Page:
THE Government is reviewing changes to a suite of legislative provisions, including the Emergency Powers Act, to enable the State to effect emergency measures during the COVID-19 crisis and beyond.
Attorney General Marlene Malahoo Forte made the announcement last week at a digital press briefing on the Government’s management of the deadly virus outbreak.
Over the past several weeks, the Andrew Holness Cabinet has come under some scrutiny from the parliamentary Opposition for using the Disaster Risk Management Act to effect restrictions. Among the views are that the restriction measures should only be effected under a state of emergency.
“We are looking at a comprehensive review of the suite of legislation that enables us to put in place measures in times of disaster and hazards. On the instruction of the prime minister, the minister of justice has been charged with the responsibility of assisting the Ministry of Health to do a review in particular of the Quarantine Act, which is quite dated and requires up-to-date regulations and other provisions for quarantining of persons,” she explained.
That piece of legislation came into force in 1951 and was last ammended in 1991.
The Public Health Act, which was last amended in 1996, is also being overhauled to create a more up-to-date framework for public health and the management of diseases among other provisions, the attorney general said.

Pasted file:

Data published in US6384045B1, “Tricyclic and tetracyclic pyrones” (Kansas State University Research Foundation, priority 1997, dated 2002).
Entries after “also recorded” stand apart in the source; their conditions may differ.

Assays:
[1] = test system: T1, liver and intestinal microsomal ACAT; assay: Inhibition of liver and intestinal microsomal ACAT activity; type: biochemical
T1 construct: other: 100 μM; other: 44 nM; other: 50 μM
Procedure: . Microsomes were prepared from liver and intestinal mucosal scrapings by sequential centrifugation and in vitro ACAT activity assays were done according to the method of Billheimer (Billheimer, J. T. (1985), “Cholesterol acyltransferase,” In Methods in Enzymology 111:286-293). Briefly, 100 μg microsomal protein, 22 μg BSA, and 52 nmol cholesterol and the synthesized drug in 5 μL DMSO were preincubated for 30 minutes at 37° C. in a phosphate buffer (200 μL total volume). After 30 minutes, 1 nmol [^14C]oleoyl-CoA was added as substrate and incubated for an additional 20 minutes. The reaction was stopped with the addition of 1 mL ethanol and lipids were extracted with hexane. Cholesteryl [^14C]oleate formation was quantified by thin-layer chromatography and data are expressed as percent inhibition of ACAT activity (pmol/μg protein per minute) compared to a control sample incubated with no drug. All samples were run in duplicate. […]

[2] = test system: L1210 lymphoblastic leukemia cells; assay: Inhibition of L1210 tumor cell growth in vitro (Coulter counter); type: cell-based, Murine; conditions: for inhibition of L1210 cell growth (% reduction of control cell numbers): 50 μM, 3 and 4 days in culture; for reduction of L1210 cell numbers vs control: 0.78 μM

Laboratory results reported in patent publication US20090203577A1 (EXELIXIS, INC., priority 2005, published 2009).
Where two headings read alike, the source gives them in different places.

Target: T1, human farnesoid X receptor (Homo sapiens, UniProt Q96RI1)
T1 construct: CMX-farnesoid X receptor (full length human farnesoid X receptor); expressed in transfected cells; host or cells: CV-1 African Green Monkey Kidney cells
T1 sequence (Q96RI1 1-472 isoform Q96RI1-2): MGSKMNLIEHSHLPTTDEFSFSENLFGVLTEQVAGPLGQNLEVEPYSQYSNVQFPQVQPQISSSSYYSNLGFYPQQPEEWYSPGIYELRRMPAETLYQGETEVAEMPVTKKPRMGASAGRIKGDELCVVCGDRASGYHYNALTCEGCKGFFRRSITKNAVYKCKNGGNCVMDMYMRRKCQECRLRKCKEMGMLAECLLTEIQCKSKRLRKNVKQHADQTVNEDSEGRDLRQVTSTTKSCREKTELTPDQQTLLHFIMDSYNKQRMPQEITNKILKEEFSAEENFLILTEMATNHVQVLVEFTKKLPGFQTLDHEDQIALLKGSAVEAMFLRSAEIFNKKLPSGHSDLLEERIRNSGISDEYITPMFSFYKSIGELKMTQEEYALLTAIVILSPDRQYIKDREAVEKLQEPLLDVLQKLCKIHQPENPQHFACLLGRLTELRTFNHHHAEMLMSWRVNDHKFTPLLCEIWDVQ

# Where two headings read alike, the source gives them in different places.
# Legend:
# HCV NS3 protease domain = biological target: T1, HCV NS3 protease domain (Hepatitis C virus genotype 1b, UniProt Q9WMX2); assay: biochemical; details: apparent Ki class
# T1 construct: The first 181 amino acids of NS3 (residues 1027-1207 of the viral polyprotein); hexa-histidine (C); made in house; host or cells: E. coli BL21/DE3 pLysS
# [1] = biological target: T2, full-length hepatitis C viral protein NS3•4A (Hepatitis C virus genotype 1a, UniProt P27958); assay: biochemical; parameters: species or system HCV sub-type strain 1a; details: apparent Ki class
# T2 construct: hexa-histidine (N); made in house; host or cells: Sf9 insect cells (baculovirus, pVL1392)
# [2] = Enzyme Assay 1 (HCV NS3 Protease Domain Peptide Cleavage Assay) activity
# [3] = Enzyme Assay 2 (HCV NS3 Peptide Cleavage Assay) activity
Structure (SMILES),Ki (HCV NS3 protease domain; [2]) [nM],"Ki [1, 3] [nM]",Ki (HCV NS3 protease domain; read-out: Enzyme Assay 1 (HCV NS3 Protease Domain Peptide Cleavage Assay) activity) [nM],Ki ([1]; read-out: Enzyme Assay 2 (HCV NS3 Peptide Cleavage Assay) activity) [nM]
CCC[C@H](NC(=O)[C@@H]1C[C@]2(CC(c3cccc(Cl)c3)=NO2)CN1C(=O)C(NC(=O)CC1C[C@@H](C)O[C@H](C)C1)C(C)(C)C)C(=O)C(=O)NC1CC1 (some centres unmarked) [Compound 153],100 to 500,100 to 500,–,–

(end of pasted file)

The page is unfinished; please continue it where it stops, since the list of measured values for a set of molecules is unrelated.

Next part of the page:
Also, the Immigration Restriction (Commonwealth Citizens) Act (1988), which deals with the re-entry of commonwealth citizens and Jamaicans into the island, as well as the Aliens Act (1988) which both fall under the national security ministry, are being examined.
Further, consequential amendments are to be made to the Emergency Powers Act in relation to a period of disaster.
“An amendment was made to the Constitution, which should have been carried through to the Emergency Powers Act, separating a period of public emergency from a period of public disaster. That unfortunately was not done and we are in the process of doing so,” she explained.
As set out in the provisions which repealed chapter three of the Constitution in 2012, a “period of public disaster” means any period during which the governor general makes a proclamation declaring a period of public disaster exists; while a “period of public emergency” means any period during which the head of state makes a proclamation declaring a state of public emergency; or if a resolution is made by both Houses of Parliament supported by a two-thirds majority vote “declaring that democratic institutions in Jamaica are threatened by subversion”.
The provisions further outline that a proclamation cannot be effective unless the governor general is satisfied that “a period of public disaster has arisen as a result of the occurrence of any earthquake, hurricane, flood, fire, outbreak of pestilence, outbreak of infectious disease or other calamity”.
Additionally, Malahoo Forte said areas for improvement have been identified in the Disaster Risk Management Act, which is now being used for an all-of-government response to the COVID-19 crisis.
“Arising out of the management of COVID, you will see a new and up-to-date suite of legislation in place to help us as we go into the hurricane season, and beyond,” she stated.
Meanwhile, the new and amended orders announced by Prime Minister Holness last Wednesday are to be promulgated in a new single order under the Act bringing together all the updated COVID-19 restriction measures.
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